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Anyone researching National Beverage Corp. (NASDAQ:FIZZ) might want to consider the historical volatility of the share price. Modern finance theory considers volatility to be a measure of risk, and there are two main types of price volatility. The first type is company specific volatility. Investors use diversification across uncorrelated stocks to reduce this kind of price volatility across the portfolio. The second type is the broader market volatility, which you cannot diversify away, since it arises from macroeconomic factors which directly affects all the stocks on the market.
Some stocks are more sensitive to general market forces than others. Beta is a widely used metric to measure a stock's exposure to market risk (volatility). Before we go on, it's worth noting that Warren Buffett pointed out in his 2014 letter to shareholders that 'volatility is far from synonymous with risk.' Having said that, beta can still be rather useful. The first thing to understand about beta is that the beta of the overall market is one. Any stock with a beta of greater than one is considered more volatile than the market, while those with a beta below one are either less volatile or poorly correlated with the market.
What does FIZZ's beta value mean to investors?
Given that it has a beta of 1.29, we can surmise that the National Beverage share price has been fairly sensitive to market volatility (over the last 5 years). If this beta value holds true in the future, National Beverage shares are likely to rise more than the market when the market is going up, but fall faster when the market is going down. Many would argue that beta is useful in position sizing, but fundamental metrics such as revenue and earnings are more important overall. You can see National Beverage's revenue and earnings in the image below.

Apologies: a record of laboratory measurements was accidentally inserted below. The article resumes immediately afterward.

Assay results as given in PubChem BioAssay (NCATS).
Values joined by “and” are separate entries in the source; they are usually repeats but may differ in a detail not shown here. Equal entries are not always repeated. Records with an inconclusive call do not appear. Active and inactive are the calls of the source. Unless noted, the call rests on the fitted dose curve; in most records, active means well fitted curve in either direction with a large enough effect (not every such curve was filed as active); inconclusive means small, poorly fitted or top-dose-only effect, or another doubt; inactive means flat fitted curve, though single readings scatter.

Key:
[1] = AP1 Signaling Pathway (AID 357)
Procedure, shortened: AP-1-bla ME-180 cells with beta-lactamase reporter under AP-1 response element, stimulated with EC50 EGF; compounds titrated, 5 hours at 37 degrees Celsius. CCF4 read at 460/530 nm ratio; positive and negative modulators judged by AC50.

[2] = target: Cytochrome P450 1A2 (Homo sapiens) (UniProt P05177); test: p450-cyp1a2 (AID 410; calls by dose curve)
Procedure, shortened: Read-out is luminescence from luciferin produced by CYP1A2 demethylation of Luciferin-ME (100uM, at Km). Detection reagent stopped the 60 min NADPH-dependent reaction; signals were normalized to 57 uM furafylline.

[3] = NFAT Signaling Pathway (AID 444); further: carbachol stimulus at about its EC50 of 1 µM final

Does FIZZ's size influence the expected beta?
With a market capitalisation of US$2.6b, National Beverage is a pretty big company, even by global standards. It is quite likely well known to very many investors. It takes deep pocketed investors to influence the share price of a large company, so it's a little unusual to see companies this size with high beta values. It may be that that this company is more heavily impacted by broader economic factors than most.
What this means for you:
Beta only tells us that the National Beverage share price is sensitive to broader market movements. This could indicate that it is a high growth company, or is heavily influenced by sentiment because it is speculative. Alternatively, it could have operating leverage in its business model. Ultimately, beta is an interesting metric, but there's plenty more to learn. This article aims to educate investors about beta values, but it's well worth looking at important company-specific fundamentals such as National Beverage’s financial health and performance track record. I urge you to continue your research by taking a look at the following:
- Future Outlook: What are well-informed industry analysts predicting for FIZZ’s future growth? Take a look at our free research report of analyst consensus for FIZZ’s outlook.
- Past Track Record: Has FIZZ been consistently performing well irrespective of the ups and downs in the market? Go into more detail in the past performance analysis and take a look at the free visual representations of FIZZ's historicals for more clarity.
- Other Interesting Stocks: It's worth checking to see how FIZZ measures up against other companies on valuation. You could start with this free list of prospective options.
We aim to bring you long-term focused research analysis driven by fundamental data. Note that our analysis may not factor in the latest price-sensitive company announcements or qualitative material.
If you spot an error that warrants correction, please contact the editor at email@example.com. This article by Simply Wall St is general in nature. It does not constitute a recommendation to buy or sell any stock, and does not take account of your objectives, or your financial situation. Simply Wall St has no position in the stocks mentioned. Thank you for reading.